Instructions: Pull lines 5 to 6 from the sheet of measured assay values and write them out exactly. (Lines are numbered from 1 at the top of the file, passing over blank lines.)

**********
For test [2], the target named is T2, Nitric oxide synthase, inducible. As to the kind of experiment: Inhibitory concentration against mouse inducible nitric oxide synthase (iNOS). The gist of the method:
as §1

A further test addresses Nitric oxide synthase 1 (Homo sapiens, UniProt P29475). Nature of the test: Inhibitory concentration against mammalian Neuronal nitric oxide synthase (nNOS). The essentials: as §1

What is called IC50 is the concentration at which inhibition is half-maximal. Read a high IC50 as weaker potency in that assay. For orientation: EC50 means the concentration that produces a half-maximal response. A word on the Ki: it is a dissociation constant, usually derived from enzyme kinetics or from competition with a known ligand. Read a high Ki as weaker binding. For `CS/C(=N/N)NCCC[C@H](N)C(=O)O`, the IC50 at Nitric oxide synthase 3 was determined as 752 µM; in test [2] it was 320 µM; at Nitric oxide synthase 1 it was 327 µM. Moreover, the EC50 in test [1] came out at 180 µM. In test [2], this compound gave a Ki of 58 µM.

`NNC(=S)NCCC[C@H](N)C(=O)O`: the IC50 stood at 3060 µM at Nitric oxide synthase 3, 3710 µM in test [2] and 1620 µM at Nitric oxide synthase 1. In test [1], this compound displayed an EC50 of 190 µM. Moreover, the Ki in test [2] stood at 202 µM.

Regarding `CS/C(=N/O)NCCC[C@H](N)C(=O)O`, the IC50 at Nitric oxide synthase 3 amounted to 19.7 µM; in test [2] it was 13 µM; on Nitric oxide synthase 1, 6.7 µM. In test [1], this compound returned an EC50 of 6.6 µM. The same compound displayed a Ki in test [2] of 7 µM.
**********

`NNC(=S)NCCC[C@H](N)C(=O)O`: the IC50 stood at 3060 µM at Nitric oxide synthase 3, 3710 µM in test [2] and 1620 µM at Nitric oxide synthase 1. In test [1], this compound displayed an EC50 of 190 µM. Moreover, the Ki in test [2] stood at 202 µM.

Regarding `CS/C(=N/O)NCCC[C@H](N)C(=O)O`, the IC50 at Nitric oxide synthase 3 amounted to 19.7 µM; in test [2] it was 13 µM; on Nitric oxide synthase 1, 6.7 µM. In test [1], this compound returned an EC50 of 6.6 µM. The same compound displayed a Ki in test [2] of 7 µM.